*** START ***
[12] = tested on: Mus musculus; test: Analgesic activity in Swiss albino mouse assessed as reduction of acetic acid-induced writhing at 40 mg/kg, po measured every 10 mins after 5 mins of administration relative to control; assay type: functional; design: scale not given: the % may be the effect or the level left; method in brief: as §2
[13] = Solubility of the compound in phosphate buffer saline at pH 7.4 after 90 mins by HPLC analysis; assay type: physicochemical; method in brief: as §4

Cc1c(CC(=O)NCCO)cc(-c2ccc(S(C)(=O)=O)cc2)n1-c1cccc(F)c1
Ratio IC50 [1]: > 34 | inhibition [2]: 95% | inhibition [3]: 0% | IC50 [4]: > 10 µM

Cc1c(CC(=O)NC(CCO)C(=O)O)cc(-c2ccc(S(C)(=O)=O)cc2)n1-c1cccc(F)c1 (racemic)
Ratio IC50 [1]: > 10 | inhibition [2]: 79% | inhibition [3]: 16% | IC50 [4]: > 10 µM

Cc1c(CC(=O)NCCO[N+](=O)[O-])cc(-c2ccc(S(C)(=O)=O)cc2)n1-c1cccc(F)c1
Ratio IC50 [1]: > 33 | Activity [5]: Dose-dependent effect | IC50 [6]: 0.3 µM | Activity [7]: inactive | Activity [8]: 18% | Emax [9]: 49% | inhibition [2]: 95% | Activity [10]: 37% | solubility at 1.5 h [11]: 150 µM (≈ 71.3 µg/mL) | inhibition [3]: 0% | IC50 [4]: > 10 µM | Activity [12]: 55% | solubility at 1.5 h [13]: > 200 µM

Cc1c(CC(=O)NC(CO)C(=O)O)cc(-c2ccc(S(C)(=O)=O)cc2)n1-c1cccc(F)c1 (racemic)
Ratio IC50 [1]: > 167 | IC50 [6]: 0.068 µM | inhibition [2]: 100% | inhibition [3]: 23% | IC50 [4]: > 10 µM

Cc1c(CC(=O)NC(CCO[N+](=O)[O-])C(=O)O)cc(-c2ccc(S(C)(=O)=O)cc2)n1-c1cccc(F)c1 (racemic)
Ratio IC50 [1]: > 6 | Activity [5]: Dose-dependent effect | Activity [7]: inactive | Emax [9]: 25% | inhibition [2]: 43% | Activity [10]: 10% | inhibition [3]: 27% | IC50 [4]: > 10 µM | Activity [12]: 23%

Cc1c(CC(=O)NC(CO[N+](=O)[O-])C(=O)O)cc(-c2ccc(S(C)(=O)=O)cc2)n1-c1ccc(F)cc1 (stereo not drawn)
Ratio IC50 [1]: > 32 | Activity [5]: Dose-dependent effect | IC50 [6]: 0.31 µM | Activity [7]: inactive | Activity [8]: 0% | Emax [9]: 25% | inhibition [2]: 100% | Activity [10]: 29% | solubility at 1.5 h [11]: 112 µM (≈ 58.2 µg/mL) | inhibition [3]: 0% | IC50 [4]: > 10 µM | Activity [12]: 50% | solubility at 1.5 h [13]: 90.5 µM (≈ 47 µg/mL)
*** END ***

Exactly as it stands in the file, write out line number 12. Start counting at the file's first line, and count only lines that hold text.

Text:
Ratio IC50 [1]: > 6 | Activity [5]: Dose-dependent effect | Activity [7]: inactive | Emax [9]: 25% | inhibition [2]: 43% | Activity [10]: 10% | inhibition [3]: 27% | IC50 [4]: > 10 µM | Activity [12]: 23%